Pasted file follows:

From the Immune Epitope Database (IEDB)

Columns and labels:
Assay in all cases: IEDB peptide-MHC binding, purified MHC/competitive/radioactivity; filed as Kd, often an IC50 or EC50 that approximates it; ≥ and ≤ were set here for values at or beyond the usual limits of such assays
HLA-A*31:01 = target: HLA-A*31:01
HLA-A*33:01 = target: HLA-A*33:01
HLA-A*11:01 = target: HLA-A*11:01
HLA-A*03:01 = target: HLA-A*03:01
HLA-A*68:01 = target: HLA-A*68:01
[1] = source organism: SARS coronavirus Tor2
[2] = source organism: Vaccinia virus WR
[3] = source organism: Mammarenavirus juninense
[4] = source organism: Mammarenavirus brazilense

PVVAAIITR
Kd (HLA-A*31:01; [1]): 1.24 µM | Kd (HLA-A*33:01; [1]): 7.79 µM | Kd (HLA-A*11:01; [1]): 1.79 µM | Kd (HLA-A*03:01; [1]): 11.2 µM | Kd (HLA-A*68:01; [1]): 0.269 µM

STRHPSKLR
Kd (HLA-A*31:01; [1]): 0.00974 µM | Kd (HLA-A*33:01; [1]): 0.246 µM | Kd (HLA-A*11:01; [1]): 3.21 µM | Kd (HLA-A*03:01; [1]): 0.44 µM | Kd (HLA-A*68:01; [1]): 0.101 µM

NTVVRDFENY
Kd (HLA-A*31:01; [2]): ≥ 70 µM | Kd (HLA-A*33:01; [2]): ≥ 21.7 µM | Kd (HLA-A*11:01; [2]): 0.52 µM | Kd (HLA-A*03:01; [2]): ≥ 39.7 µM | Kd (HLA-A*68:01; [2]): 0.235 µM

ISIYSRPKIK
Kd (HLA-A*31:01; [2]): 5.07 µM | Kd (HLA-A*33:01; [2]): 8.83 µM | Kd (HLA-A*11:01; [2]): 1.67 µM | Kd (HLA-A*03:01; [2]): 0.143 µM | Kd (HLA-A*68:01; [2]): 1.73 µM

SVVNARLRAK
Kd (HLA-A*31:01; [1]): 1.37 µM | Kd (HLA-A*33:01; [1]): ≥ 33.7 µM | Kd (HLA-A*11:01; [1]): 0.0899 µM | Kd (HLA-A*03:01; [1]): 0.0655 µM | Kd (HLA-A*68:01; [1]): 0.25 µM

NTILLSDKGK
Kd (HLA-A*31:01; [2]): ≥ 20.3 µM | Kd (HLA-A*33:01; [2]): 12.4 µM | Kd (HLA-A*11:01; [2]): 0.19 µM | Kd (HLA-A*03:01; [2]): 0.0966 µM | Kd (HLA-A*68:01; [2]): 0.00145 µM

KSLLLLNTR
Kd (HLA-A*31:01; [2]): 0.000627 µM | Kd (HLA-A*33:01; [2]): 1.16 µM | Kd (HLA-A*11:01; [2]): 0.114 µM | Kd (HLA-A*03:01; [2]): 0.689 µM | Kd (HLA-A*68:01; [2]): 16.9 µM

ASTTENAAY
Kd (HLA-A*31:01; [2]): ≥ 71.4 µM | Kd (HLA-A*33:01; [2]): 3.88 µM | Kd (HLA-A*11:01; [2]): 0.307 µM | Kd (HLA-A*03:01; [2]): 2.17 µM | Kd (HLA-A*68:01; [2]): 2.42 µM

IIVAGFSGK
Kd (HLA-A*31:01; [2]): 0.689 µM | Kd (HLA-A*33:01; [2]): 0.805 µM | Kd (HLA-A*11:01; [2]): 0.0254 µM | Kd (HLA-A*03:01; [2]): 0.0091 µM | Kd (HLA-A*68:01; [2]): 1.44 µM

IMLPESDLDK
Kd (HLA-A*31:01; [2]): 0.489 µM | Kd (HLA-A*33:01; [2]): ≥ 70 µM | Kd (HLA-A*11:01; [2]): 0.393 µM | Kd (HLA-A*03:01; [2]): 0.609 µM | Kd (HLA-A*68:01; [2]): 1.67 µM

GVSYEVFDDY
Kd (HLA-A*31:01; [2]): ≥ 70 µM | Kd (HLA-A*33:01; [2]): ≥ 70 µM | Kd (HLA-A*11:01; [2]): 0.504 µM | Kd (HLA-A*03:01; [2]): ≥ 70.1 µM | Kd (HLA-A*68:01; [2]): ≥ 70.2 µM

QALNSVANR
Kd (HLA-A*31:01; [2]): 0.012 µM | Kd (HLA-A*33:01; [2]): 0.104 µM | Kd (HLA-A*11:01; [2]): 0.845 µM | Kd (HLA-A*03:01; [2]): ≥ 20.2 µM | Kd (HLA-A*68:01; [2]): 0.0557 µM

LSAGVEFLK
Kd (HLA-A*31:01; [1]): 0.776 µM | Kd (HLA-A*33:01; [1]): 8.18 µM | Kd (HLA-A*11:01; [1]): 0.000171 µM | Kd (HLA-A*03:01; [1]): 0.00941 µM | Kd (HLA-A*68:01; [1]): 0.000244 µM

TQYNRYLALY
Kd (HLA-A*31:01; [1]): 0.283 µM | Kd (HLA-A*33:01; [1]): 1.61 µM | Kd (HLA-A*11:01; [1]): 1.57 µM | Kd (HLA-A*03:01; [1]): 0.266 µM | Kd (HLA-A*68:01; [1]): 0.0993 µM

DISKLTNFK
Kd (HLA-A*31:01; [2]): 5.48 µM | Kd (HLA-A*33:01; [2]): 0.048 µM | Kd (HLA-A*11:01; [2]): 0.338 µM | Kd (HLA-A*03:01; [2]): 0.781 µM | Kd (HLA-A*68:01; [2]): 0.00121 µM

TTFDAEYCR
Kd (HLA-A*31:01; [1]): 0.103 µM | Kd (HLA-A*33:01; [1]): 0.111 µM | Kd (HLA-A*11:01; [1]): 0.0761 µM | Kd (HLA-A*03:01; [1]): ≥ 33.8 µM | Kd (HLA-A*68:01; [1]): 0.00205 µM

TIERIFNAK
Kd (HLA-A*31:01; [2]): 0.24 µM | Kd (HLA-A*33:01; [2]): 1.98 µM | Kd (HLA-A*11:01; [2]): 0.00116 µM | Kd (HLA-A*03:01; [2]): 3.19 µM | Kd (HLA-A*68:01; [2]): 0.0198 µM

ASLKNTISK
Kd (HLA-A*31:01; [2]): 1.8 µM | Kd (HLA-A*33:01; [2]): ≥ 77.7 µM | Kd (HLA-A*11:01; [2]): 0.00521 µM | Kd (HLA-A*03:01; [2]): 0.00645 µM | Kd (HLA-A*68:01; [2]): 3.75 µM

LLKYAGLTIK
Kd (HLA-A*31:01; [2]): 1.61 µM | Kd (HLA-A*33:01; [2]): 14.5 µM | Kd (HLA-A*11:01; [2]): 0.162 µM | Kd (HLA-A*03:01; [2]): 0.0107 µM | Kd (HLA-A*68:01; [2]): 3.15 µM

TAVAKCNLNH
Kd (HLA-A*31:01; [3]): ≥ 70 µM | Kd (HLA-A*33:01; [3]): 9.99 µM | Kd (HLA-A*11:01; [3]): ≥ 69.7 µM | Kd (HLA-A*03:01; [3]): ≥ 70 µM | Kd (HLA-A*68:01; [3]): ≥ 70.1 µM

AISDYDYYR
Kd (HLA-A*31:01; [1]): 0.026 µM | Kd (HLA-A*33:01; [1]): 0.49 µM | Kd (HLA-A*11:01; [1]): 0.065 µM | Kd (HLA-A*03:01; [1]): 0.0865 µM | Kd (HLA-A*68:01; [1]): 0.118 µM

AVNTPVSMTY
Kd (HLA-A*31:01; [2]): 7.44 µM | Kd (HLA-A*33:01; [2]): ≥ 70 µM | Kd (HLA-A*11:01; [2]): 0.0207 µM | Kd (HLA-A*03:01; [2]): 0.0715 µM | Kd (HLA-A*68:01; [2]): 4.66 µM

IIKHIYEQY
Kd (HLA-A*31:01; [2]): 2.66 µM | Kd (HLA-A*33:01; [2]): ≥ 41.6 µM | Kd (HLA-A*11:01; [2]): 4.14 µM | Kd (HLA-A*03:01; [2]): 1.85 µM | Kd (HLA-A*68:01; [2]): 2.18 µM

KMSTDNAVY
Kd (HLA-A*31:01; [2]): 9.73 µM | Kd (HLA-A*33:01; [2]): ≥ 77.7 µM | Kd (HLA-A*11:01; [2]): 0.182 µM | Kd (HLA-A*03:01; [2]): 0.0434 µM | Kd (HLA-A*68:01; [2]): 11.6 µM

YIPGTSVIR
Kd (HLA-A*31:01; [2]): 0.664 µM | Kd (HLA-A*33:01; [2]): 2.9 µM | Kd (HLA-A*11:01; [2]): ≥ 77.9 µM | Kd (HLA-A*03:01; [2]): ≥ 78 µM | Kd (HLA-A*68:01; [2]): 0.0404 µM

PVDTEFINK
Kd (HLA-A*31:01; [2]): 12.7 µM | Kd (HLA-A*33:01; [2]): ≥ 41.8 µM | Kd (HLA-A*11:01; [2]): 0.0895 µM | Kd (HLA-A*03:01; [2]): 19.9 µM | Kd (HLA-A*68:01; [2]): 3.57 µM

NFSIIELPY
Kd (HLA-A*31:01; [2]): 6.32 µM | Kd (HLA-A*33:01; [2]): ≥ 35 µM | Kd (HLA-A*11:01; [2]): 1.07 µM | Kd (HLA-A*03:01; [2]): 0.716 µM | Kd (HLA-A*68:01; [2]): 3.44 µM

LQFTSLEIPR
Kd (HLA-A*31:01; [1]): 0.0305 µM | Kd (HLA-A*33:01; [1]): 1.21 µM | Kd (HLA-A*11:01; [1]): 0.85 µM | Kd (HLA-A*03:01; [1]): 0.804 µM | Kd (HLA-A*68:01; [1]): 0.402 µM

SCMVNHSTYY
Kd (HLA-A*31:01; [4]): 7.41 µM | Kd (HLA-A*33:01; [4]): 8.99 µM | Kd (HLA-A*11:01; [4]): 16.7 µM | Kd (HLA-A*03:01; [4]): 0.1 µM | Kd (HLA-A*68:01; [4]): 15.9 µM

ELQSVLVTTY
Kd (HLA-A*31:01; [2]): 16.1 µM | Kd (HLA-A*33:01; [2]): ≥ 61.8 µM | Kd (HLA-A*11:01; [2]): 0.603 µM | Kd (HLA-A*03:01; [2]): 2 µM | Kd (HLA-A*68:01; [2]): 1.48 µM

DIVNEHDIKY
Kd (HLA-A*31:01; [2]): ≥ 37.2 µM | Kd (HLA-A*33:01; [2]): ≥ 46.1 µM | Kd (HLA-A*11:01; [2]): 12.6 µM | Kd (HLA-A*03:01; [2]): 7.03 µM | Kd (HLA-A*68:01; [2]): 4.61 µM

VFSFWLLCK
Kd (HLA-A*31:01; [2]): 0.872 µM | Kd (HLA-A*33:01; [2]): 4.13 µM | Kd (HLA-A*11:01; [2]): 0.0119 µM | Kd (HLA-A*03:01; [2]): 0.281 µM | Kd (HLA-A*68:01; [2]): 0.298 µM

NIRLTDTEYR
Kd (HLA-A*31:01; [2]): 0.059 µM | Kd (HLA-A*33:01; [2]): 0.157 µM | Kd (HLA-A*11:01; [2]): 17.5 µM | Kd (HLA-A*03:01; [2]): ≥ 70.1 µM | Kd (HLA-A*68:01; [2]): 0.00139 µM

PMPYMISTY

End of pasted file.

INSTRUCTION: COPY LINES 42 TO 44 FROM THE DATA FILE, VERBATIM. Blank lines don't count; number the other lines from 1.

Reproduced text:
Kd (HLA-A*31:01; [2]): 5.48 µM | Kd (HLA-A*33:01; [2]): 0.048 µM | Kd (HLA-A*11:01; [2]): 0.338 µM | Kd (HLA-A*03:01; [2]): 0.781 µM | Kd (HLA-A*68:01; [2]): 0.00121 µM

TTFDAEYCR
Kd (HLA-A*31:01; [1]): 0.103 µM | Kd (HLA-A*33:01; [1]): 0.111 µM | Kd (HLA-A*11:01; [1]): 0.0761 µM | Kd (HLA-A*03:01; [1]): ≥ 33.8 µM | Kd (HLA-A*68:01; [1]): 0.00205 µM